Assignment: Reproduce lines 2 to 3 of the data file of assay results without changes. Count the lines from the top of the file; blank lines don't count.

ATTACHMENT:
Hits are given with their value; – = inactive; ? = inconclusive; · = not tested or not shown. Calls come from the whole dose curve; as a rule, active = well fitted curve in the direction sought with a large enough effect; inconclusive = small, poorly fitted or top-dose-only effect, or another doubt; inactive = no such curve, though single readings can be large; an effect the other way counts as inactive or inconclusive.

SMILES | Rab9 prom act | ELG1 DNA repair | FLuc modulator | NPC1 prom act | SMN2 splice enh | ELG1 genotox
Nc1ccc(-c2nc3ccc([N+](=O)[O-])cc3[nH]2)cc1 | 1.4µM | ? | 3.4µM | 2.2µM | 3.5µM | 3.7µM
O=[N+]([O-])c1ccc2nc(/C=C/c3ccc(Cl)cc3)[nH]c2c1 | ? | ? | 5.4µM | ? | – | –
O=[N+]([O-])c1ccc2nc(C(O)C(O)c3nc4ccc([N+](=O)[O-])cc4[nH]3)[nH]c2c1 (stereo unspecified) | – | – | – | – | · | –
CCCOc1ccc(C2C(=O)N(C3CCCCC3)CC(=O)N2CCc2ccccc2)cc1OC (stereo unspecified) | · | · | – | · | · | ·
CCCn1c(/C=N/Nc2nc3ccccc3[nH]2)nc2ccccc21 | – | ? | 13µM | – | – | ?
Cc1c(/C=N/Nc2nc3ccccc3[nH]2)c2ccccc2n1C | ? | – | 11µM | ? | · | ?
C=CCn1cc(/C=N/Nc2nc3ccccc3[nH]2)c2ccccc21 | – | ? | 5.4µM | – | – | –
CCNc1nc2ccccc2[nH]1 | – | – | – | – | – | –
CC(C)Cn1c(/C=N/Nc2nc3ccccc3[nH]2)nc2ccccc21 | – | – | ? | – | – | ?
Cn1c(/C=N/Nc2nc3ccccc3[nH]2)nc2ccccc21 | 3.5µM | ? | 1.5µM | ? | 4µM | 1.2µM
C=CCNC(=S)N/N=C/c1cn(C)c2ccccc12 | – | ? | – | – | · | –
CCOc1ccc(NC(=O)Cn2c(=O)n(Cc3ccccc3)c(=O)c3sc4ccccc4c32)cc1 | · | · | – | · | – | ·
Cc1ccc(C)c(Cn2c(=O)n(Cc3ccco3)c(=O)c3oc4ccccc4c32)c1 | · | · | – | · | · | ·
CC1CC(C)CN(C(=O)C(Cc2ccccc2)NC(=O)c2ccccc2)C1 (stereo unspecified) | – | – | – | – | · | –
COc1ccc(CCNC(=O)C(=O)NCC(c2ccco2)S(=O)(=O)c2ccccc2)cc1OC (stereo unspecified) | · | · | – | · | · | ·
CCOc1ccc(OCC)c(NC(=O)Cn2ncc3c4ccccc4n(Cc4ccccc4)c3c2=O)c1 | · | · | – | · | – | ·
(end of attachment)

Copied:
SMILES | Rab9 prom act | ELG1 DNA repair | FLuc modulator | NPC1 prom act | SMN2 splice enh | ELG1 genotox
Nc1ccc(-c2nc3ccc([N+](=O)[O-])cc3[nH]2)cc1 | 1.4µM | ? | 3.4µM | 2.2µM | 3.5µM | 3.7µM